High EPHB2 mutation rate in gastric but not endometrial tumors with microsatellite instability

V. Davalos, H. Dopeso, S. Velho, A. M. Ferreira, L. Cirnes, N. Diaz-Chico, C. Bilbao, R. Ramirez, G. Rodriguez, O. Falcon, L. Leon, R. C. Niessen, G. Keller, G. Dallenbach-Hellweg, E. Espin, M. Armengol, A. Plaja, M. Perucho, K. Imai, H. YamamotoJ. F. Gebert, J. C. Diaz-Chico, R. M. Hofstra, S. M. Woerner, R. Seruca, S. Schwartz, D. Arango*

*Corresponding author for this work

    Research output: Contribution to journalArticleAcademicpeer-review

    33 Citations (Scopus)

    Abstract

    The EPH/EFN family of receptor tyrosine kinases regulates cell adhesion and migration and has an important role in controlling cell positioning in the normal intestinal epithelium. Inactivation of EPHB2 has recently been shown to accelerate tumorigenesis in the colon and rectum, and we have previously demonstrated frequent frameshift mutations (41%) in an A9 coding microsatellite repeat in exon 17 of EPHB2 in colorectal tumors with microsatellite instability (MSI). In this study, we extended these analyses to extracolonic MSI cancers, and found frameshift EPHB2 mutations in 39% (25/64) of gastric tumors and 14% (8/56) of endometrial tumors. Regression analysis of these EPHB2 mutation data on the basis of our previously proposed statistical model identified EPHB2 as a selective target of frameshift mutations in MSI gastric cancers but not in MSI endometrial carcinomas. These results suggest a functional role for EPHB2 in gastric tumor progression, and emphasize the differences between the tumorigenic processes in MSI gastrointestinal and endometrial cancer.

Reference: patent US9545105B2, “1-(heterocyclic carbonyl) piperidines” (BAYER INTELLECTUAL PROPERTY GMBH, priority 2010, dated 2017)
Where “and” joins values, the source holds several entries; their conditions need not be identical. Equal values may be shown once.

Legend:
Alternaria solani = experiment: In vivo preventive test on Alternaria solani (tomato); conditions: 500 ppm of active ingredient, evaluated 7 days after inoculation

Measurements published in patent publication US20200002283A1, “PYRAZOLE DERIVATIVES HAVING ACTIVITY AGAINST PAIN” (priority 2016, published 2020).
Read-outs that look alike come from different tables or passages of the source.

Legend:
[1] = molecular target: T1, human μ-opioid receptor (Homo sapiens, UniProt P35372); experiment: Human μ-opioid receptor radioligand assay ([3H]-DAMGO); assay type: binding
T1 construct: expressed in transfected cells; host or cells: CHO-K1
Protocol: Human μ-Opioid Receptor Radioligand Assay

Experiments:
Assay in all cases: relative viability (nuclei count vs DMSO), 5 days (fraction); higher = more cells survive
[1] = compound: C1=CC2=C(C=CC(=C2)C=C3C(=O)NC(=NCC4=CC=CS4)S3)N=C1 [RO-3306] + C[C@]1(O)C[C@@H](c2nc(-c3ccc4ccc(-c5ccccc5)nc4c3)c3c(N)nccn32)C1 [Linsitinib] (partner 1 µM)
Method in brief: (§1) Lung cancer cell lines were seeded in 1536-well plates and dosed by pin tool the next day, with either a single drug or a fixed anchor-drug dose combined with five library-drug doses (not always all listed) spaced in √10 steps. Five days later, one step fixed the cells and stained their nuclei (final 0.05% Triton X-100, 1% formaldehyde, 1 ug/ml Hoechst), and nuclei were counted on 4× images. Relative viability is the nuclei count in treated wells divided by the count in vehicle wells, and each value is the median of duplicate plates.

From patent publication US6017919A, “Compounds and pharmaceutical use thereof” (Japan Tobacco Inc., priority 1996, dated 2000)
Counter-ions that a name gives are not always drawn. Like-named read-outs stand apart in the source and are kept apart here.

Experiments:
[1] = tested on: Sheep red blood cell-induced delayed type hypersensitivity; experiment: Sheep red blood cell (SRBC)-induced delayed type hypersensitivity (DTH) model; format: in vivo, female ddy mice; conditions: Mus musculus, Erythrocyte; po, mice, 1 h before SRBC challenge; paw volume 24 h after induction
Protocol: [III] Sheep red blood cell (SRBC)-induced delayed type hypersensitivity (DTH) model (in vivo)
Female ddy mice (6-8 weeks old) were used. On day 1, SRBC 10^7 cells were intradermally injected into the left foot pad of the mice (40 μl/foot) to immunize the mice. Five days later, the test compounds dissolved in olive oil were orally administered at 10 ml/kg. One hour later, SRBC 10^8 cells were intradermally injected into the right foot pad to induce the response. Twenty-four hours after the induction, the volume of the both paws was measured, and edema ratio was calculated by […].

Original languageEnglish
    Pages (from-to)308-311
    Number of pages4
    JournalONCOGENE
    Volume26
    Issue number2
    DOIs
    Publication statusPublished - Jan-2007

    Keywords

    • EPHB2
    • cancer
    • microsatellite instability
    • colorectal
    • stomach
    • endometrium
    • RECEPTOR TYROSINE KINASE
    • FRAMESHIFT MUTATIONS
    • COLORECTAL TUMORS
    • TARGET GENES
    • CANCER
    • EXPRESSION

    Cite this